Former Rancho Verde High School student.
UNIVERSITY OF CALIFORNIA AT RIVERSIDE (UCR) -Thomas Baldwin is Dean, College of Natural and Agricultural Sciences, University of California, Riverside; Associate Director, Agricultural Experiment Station, Division of Agriculture and Natural Resources, State of California
Dr. Baldwin was appointed dean of CNAS in July 2008. He came to UCR from the University of Arizona, where he had been head of the Department of Biochemistry and Molecular Biophysics and was the founding director of the Institute for Biomedical Science and Biotechnology. He had held previous faculty appointments at Texas A&M University and the University of Illinois and a postdoctoral appointment at Harvard. He received his bachelor’s degree in chemistry and doctorate in zoology from the University of Texas, Austin.
A biochemist, Dr. Baldwin is best known for his research on “protein folding,” the biochemical process, vitally important to all of life’s processes, by which a protein assumes its three-dimensional structure. Protein misfolding leads to a number of disease states, including prion diseases such as “mad cow” disease, Alzheimer’s disease, Huntington’s disease, and Parkinson’s disease.
The recipient of numerous awards for scholarship and research, including a Fulbright Scholarship and a Fogarty Senior International Fellowship, Baldwin was recognized as a Faculty Fellow for excellence in science and academic leadership by Texas A&M and the Texas Agriculture Experiment Station.
FALLEN FRUIT - David Burns is an artist who currently lives and works in Southern California; he received his BFA from CalArts and his MFA from UC Irvine. Recent projects from his art collaboration Fallen Fruit include: Los Angeles County Museum of Art (LACMA); Intermediae @ Matedero for ARCO, Madrid; Ars Electronica; Salt Lake Art Center; Machine Project, and others.
Burns is one of the co-founders of the art collaborative Fallen Fruit, founded in 2004. They originated as an art project that uses neighborhoods and the fruit growing in public space as a means of re-examining our relationship with the world around us. Using fruit as a lens to examine the world, Fallen Fruit investigates urban space, ideas of neighborhood and new forms of located citizenship and community. From proposals for new urban green spaces to exhibition projects in Art Museums, Fallen Fruit aims to reconfigure the relation between those who have resources and those who do not, to examine the nature in and the nature of the city, and to investigate new, shared forms of art practices.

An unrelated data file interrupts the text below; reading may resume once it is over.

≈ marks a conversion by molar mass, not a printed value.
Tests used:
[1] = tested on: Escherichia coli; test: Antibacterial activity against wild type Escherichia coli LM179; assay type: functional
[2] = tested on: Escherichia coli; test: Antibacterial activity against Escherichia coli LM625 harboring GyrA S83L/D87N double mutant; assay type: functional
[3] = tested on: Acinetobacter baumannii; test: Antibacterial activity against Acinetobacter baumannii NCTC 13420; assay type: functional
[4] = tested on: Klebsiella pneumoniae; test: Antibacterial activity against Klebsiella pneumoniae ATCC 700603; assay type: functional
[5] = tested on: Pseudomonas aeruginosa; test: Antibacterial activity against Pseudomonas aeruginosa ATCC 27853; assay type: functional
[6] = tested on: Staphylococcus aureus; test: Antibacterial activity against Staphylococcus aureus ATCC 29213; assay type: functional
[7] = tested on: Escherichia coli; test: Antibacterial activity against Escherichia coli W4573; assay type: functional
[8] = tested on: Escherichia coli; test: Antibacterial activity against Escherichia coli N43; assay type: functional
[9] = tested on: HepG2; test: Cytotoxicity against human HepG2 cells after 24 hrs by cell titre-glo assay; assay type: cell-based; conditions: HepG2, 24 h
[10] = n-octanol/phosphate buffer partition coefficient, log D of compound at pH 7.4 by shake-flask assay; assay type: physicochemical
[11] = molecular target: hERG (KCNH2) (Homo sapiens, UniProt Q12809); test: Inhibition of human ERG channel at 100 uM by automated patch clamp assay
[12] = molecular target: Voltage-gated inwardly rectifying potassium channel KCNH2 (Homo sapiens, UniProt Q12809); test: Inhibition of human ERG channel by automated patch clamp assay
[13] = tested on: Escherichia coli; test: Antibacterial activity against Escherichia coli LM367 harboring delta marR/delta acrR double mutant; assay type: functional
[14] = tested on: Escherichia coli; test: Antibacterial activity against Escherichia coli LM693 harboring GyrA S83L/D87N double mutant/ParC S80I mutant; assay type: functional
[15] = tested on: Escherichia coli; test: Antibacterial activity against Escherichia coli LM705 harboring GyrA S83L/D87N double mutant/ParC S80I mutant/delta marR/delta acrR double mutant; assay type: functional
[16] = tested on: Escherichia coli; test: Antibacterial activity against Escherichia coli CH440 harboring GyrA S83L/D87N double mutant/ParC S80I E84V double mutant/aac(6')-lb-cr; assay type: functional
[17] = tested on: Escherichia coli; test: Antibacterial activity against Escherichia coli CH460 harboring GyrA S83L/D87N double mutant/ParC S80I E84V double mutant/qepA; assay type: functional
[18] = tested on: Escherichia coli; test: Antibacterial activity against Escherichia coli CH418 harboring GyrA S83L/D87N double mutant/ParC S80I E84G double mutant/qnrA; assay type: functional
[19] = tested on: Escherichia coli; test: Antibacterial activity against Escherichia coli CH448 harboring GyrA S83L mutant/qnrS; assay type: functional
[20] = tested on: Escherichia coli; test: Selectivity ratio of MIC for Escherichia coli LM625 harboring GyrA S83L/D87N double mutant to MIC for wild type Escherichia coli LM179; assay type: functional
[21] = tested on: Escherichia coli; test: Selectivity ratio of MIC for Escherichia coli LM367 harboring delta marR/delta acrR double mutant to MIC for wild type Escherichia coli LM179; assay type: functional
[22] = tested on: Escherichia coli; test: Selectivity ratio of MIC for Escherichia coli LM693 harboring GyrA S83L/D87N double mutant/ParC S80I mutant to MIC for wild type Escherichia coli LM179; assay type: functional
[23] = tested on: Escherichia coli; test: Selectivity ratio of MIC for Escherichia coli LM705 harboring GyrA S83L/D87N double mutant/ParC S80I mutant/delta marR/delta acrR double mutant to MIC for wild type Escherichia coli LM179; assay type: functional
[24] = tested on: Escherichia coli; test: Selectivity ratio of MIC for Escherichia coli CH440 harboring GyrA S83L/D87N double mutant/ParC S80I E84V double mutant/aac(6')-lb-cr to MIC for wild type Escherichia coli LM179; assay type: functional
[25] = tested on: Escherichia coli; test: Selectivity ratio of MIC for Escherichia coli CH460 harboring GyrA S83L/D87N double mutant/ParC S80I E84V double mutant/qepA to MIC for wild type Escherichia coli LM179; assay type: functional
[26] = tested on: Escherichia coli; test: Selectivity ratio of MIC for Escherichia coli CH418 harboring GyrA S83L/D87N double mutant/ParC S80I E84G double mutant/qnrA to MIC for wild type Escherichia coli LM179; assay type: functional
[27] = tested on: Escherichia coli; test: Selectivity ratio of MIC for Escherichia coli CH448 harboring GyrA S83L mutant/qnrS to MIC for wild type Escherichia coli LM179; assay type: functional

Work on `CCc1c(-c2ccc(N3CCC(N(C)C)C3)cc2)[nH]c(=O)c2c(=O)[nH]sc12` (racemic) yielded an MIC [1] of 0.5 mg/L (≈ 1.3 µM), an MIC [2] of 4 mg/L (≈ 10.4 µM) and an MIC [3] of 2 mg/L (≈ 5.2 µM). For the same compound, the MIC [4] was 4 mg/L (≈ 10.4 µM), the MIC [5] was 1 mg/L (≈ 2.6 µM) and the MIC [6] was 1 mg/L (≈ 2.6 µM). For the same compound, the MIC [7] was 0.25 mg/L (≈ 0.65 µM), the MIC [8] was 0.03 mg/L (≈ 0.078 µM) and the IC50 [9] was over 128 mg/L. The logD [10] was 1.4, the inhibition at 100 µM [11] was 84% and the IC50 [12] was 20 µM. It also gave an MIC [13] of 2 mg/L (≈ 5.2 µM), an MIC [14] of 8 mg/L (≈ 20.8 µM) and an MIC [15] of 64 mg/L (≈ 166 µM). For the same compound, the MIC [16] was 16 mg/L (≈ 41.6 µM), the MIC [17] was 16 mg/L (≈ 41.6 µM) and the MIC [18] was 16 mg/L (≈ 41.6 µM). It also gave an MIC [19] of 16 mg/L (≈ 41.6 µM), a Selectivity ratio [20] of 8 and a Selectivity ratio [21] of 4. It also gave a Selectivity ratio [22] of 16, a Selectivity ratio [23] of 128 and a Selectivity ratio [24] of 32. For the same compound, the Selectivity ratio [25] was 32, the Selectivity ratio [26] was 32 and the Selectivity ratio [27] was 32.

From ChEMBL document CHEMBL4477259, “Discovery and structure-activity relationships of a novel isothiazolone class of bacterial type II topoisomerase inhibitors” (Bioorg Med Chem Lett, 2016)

David's solo projects have been shown in exhibitions and festivals including: The Getty Center, The Tate Modern, Artist's Space, Chicago Underground Film Festival, MIX, NEWFEST, and others. His recent curatorial projects include: eatLACMA for Los Angeles County Museum of Art, Sight of Place for University Art Gallery at UCIrvine, The Drama of the Gifted Child for The Armory Center for the Arts and Embodied Technologies for Art Interactive & Leonardo. Reviews and publishing on this recent work may be seen in Art in America, ArtForum, X-tra, Frieze, Cabinet, Artillery, The Los Angeles Times, and more.
ARTIST - Acting as an aesthetic liaison between food scientists and the public, Los Angeles-based artist Jessica Rath has created Take me to the apple breeder, a collaborative project with Cornell University’s Plant Genetics Resource Unit in Geneva, NY, a living laboratory famously referred to as the “Noah’s ark of orchards” in Michael Pollan’s Botany of Desire. The resulting porcelain sculptures of odd, endangered apples and a photographic series capturing the extreme architecture of new apple breeds is traveling exhibition premiering at the Pasadena Museum of California Art in 2012. Jessica has recently exhibited solo projects at Ben Maltz Gallery, Otis College of Art and Design and at the Torrance Art Museum, Torrance, CA. She is the recipient of a Center for Cultural Innovation Grant, two Artist Completion Grants from the Durfee Foundation, a Metrolab Commission Grant, and the Bridge Residency Award from Headlands Center for the Arts, Sausalito, CA. She received her B.A. in Sociology from University of Missouri and her MFA from California Institute of the Arts in 1996.
UNIVERSITY OF CALIFORNIA RIVERSIDE (UCR) - Department of Physics and Astronomy
Observational Cosmology, Formation and Evolution of Galaxies, Multi-waveband Galaxy Surveys, Search for High Redshift Galaxies, Photometric Redshift Techniques, SED Fitting and Measurement of Stellar Mass of Galaxies, Quantitative Galaxy Morphologies, Nature of Massive and Evolved Galaxies at High Redshifts, Star Formation Activity, Dark Energy